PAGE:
Days 7 & 8 – Desert Rhino Camp, Damaraland
We drive into the Huab riverbed to search for desert-adapted elephants, before heading north to the mountainous and rocky paradise of the massive Palmwag Concession. The speciality of the area is its growing population of the rare desert-adapted black rhino, the largest concentration in the world outside a national park, which are monitored and protected by the Save the Rhino Trust.
At Desert Rhino Camp you will take part in a thrilling and exclusive conservation success story. Tracking Africa’s unique and endangered desert-adapted black rhino is an unforgettable experience. To set the scene, you will be shown into one of the eight en-suite elevated Meru-style tents. You can absorb the panoramic views over the rolling, rocky hills beyond from the privacy of your veranda. Full day excursions are on offer; otherwise, between activities, relax in our tented living area. Evening meals are taken around the fire pit. As a wonderland of unusual plant life, fascinating wildlife and sparse wilderness, Desert Rhino is begging to be explored.
Days 9 to 11 – Ongava Tented Camp, Etosha National Park
We depart the Palmwag Concession eastward on an extended combination wildlife viewing and transfer drive of approximately 6 hours (350km/218 miles) to Etosha National Park, where we experience the pinnacle of Namibia’s game viewing. We are accommodated in the privacy of an exclusive bush camp situated in Ongava, an extensive private game reserve just on the outside of Etosha National Park.
Tucked away in the foothills of a dolomite hill, Ongava Tented Camp is one of Namibia’s best-kept secrets. You will be captivated by the bustling waterhole in front of camp as wildlife file through to quench their thirst. Etosha National Park takes its name from the world-famous Etosha Pan, one of the largest saltpans in the region. Around the pan, the topography ranges from broad swathes of mopane and tall tree canopies of woodland to open plains and dolomite hills. Game drives in both reserves will display a wide complement of wildlife including black-faced impala. Their predators, in particular lion, are never far away. Ongava is home to one of the largest black and white rhino populations in Namibia thanks to a successful reintroduction programme. Bird life is prolific with 340 species recorded.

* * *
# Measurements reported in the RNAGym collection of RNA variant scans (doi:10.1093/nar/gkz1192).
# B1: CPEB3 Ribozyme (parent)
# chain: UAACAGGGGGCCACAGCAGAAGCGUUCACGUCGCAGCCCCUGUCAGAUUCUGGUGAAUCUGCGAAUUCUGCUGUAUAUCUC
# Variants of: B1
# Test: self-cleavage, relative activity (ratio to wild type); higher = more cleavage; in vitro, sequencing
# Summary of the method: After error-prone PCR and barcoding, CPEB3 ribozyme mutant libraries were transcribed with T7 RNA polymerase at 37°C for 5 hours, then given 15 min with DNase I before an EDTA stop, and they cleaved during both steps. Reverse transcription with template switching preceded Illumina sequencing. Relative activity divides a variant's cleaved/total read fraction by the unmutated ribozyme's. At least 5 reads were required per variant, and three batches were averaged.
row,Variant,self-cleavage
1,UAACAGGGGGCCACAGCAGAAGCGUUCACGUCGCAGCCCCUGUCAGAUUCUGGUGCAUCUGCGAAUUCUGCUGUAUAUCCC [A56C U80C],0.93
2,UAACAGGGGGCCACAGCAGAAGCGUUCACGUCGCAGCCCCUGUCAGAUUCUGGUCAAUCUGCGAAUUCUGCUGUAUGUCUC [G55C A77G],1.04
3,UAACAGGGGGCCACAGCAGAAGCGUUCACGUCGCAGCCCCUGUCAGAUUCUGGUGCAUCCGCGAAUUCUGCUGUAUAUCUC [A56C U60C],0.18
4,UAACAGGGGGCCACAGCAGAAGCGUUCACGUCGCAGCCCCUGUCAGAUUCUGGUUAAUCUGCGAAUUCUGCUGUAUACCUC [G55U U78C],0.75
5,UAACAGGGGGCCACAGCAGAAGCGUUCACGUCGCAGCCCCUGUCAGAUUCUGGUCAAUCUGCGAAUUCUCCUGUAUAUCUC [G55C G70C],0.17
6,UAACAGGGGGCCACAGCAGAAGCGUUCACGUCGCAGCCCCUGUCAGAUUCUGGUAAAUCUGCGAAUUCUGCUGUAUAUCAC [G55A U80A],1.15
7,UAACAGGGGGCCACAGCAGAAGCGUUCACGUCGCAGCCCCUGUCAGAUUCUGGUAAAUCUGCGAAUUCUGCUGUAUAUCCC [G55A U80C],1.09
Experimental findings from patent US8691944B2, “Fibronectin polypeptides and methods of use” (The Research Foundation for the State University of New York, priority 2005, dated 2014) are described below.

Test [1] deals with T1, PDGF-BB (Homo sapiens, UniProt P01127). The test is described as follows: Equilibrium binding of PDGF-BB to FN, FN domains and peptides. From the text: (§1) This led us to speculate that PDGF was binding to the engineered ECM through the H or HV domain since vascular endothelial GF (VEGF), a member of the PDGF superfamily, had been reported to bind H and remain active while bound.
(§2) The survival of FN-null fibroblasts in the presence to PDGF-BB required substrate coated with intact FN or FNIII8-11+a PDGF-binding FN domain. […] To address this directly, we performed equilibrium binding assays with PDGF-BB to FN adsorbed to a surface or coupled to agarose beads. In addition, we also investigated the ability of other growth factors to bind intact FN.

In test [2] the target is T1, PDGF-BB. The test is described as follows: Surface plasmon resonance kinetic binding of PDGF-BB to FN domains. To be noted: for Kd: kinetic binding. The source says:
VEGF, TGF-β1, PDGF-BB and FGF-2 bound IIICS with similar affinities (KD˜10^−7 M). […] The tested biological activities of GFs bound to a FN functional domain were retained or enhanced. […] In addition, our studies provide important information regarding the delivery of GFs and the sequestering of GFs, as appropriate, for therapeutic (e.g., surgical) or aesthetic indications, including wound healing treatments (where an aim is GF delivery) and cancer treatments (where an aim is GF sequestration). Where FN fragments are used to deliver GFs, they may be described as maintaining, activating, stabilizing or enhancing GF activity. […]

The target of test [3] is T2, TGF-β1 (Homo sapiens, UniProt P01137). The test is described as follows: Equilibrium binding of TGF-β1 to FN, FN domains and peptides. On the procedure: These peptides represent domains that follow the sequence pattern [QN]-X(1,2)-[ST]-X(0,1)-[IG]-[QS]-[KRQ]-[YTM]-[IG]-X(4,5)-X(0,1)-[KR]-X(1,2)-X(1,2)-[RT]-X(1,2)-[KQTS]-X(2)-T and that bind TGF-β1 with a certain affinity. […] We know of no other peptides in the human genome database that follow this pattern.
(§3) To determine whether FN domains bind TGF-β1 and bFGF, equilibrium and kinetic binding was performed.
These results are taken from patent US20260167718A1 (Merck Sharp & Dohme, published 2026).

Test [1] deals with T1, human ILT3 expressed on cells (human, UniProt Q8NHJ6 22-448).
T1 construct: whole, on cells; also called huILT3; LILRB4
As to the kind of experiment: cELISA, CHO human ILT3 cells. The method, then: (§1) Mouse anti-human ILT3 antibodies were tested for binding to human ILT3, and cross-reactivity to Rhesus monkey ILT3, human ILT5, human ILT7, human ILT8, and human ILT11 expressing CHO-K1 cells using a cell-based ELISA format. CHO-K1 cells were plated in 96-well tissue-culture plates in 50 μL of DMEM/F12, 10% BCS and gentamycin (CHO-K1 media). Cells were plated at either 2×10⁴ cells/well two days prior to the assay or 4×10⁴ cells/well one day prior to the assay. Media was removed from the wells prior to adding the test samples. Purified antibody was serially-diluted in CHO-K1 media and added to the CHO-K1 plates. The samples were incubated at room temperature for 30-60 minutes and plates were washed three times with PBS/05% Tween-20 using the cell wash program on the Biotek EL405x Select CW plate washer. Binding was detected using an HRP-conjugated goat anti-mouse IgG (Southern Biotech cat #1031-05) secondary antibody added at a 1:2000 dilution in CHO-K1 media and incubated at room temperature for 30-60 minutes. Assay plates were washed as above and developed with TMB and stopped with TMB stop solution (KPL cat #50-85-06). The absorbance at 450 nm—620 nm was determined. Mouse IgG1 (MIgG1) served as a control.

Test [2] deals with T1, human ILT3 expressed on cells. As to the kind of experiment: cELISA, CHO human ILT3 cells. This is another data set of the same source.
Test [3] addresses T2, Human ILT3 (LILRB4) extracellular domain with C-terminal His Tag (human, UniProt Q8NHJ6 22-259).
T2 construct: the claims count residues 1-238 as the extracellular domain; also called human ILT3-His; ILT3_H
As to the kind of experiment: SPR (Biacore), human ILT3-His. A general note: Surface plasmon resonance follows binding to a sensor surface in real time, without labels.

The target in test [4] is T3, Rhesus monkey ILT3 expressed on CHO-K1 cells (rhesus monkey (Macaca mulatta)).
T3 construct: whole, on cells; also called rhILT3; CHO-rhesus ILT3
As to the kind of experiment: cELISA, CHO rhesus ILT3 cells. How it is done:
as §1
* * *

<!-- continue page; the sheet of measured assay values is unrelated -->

Day 12 – Departure
You will be transferred to Windhoek International Airport for your onwards journey.
The capital, Windhoek and coastal town Swakopmund, contain German colonial-era buildings and a legacy of the time from when Namibia was a German colony means that there are many abandoned ghost towns in the desert. The best-known one is Kolmanskop near the port town of Luderitz where the first diamond miners built a town in the architectural style of a German town. Kolmanskop was abandoned in 1954 and the geological forces of the desert mean that tourists now walk through houses knee-deep in sand. The Fish River rises in the centre of the country, before flowing south into the Orange River, on Namibia’s border with South Africa. In between, it has formed the great Fish River Canyon – the largest canyon in the southern hemisphere. The Skeleton Coast starts some 200 kilometres north of Swakopmund. Dense fogs, storms and violent surf in the past caused many ships to run aground here and the desolate coastline has become known as the world's biggest ship graveyard. It’s best to take a flying safari to see the shipwrecks in the sand.
Time: Two hours ahead of GMT and seven hours ahead of EST.
Money: The Namibian Dollar is the currency.
Health: There is no risk of Yellow Fever in Namibia and the government of Namibia requires proof of Yellow Fever vaccination only if you are arriving from a country with risk of yellow fever. It is recommended that visitors are vaccinated against Hepatitis A, Polio, Diphtheria, Typhoid and Tetanus.
Water: Tap water in Namibia's major towns and borehole water used in remote locations is fine to drink. However, it’s probably best for visitors to stick to bottled water to prevent any stomach upsets.
Climate: Namibia's climate is typical of semi-desert terrain, with hot days and cool nights. Summer is from October to April when temperatures can reach 40º C during the day, falling sharply at night. Winter is from May to September with warm days and very cold nights, with temperatures often dropping to below freezing.